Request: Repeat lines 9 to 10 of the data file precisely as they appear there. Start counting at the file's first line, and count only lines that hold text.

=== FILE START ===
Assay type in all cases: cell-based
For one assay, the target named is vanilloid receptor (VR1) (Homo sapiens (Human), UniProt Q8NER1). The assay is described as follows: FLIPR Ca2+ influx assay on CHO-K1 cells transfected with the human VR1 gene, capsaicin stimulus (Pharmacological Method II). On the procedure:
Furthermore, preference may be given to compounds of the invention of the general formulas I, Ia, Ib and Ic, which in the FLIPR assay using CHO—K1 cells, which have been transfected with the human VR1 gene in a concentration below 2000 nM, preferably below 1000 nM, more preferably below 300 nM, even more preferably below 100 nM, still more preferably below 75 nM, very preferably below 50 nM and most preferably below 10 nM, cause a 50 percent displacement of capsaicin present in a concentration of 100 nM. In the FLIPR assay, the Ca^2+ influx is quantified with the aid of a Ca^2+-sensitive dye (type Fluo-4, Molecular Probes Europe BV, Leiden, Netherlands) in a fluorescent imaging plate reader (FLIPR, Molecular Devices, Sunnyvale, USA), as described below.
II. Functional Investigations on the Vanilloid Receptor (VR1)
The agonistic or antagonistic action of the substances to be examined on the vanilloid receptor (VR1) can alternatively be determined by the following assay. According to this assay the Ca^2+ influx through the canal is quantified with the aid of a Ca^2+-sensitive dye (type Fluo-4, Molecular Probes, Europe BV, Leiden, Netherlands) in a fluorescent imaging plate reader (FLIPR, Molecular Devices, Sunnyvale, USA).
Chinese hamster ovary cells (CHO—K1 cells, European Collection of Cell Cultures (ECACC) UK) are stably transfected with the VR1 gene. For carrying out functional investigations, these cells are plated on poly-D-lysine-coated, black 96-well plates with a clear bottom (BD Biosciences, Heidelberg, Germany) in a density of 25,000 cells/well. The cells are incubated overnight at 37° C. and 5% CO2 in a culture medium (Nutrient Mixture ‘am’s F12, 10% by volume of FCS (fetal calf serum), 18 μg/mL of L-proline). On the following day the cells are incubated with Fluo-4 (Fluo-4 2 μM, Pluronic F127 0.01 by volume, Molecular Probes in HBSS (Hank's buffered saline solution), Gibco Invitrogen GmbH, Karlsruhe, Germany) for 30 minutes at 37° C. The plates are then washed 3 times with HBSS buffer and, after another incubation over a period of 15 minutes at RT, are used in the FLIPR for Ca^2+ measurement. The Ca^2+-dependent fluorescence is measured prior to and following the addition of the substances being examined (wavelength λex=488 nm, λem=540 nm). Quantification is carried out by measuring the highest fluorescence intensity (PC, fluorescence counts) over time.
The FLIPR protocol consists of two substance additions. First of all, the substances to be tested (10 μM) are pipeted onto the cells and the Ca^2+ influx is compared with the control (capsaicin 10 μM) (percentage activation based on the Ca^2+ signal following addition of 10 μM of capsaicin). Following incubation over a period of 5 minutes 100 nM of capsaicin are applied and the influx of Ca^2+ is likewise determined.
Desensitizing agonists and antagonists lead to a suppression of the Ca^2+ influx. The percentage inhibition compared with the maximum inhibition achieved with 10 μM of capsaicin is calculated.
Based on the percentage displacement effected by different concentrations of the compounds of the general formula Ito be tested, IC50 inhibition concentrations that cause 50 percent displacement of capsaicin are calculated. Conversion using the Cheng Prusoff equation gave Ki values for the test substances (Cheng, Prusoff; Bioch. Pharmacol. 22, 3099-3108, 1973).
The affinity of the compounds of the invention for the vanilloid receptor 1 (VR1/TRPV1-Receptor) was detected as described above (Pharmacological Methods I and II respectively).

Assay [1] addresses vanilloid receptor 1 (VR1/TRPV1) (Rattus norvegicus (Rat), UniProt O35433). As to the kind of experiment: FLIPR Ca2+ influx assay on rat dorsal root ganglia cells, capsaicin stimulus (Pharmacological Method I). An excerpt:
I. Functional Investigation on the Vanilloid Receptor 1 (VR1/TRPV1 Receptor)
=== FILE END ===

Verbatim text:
Based on the percentage displacement effected by different concentrations of the compounds of the general formula Ito be tested, IC50 inhibition concentrations that cause 50 percent displacement of capsaicin are calculated. Conversion using the Cheng Prusoff equation gave Ki values for the test substances (Cheng, Prusoff; Bioch. Pharmacol. 22, 3099-3108, 1973).
The affinity of the compounds of the invention for the vanilloid receptor 1 (VR1/TRPV1-Receptor) was detected as described above (Pharmacological Methods I and II respectively).